We have previously shown [21] that SjTGR plays an essential role in maintaining the redox balance in S. japonicum, which suggested TGR as a potential target for the development of new drugs against schistosomiasis. TGR were detected in the tegument of worms [36]. Peptide drugs against TGR could reach the worm in the blood vessel by intravenous injection. The worm may be dead due to the oxidative damage from the host. Our current work confirms this approach as viable through the identification of a peptide with strong inhibitory activity of SjTGR. Out of the four consensus sequences, JIPDys1, JIPDys2, JIPDys3, and JIPDys4, that were identified by screening a Ph.D.™-12 phage display peptide library, three (JIPDys1, JIPDys2, and JIPDys3) showed inhibitory activity to SjTGR. Among these, JIPDys1 inhibited the activity by more than 50%.

In blast searches using NCBI, the aa sequence of JIPDys1 was 78% identical to the NAD(P) binding region, and JIPDys2 and JIPDys3 were 89% and 64% similar to hypothetical proteins (data not shown). These results suggested that the binding sites and potentially the mechanism of inhibition of JIPDys2 and JIPDys3 were different from those of JIPDys1.

The synthetic peptide JIPDys1 displayed the strongest inhibitory effect on the activity of SjTGR, in a dose dependent fashion. Its inhibitory effect was more pronounced on GR and Grx than TrxR. This is consistent with the results of a molecular docking computer simulation which suggested binding of the peptide to the substrate binding sites of GR and Grx. The region with the highest docking frequencies was identified at the GSSG binding site. Residues in SjTGR that were identified to have high interaction frequency with JIPDys1 are the important aa binding to GSSG. Therefore, JIPDys1 could interfere with GSSG entering into its binding sites, competitively inhibiting the GR activity of SjTGR. The interaction between JIPDys1 and residues of the domain related to TrxR function was not powerful. Although JIPDys1 interacted with Cys154 and Cys159 of SjTGR, the frequency was much lower. Cys154 and Cys159 are related to the electron delivery system of TrxR, and this may be the reason that the inhibitory effect of JIPDys1 on TrxR was not obvious. To enhance the inhibitory effect of the peptide JIPDys1 on the TrxR activity of SjTGR, it would be necessary to remodel the structure of the peptide JIPDys1. This may allow designing a peptide that would inhibit the activity of TrxR, GR, and Grx of SjTGR.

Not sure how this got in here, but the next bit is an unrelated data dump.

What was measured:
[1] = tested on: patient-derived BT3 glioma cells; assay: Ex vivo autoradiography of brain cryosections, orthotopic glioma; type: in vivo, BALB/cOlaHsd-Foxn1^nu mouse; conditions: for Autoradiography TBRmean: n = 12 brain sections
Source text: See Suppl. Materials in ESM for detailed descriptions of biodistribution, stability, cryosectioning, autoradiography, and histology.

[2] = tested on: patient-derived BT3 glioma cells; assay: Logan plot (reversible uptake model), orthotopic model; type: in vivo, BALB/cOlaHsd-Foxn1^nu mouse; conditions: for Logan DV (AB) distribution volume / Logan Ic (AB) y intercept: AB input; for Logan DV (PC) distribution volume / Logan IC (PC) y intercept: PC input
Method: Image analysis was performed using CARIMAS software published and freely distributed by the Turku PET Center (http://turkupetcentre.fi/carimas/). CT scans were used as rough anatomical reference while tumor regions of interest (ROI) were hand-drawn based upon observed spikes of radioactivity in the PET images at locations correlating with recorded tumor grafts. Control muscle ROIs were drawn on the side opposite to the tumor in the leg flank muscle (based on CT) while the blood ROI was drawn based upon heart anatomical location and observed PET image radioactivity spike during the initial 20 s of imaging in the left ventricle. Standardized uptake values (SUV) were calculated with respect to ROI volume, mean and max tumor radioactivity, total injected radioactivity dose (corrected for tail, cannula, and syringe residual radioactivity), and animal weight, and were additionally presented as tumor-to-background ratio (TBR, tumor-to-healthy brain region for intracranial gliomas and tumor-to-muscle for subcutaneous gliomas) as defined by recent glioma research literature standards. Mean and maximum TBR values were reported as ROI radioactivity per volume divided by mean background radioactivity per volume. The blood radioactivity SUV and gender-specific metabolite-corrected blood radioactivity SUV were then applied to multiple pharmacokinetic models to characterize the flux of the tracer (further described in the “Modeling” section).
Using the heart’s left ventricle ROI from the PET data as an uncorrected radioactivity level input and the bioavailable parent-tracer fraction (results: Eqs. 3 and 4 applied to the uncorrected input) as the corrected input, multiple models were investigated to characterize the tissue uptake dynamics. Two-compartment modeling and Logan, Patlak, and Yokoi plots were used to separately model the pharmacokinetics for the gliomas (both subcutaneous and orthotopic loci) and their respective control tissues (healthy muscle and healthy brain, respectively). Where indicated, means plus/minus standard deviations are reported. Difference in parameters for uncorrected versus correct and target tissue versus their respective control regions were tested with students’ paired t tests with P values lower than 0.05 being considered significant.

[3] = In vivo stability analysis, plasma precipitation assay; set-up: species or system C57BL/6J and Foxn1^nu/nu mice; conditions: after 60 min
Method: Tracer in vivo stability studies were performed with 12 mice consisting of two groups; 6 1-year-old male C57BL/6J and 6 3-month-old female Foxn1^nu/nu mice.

Based on our results one could think of ways to improve the activity of a potential peptide drug by optimizing the aa content of JIPDys1 by adding residues that would bind to the active centers of SjTGR strongly, by reducing hydrophobic aa to increase solubility in water, or by designing novel peptide antagonists of SjTGR by computer simulation and molecular docking taking advantage of the features of JIPDys.

5. Conclusion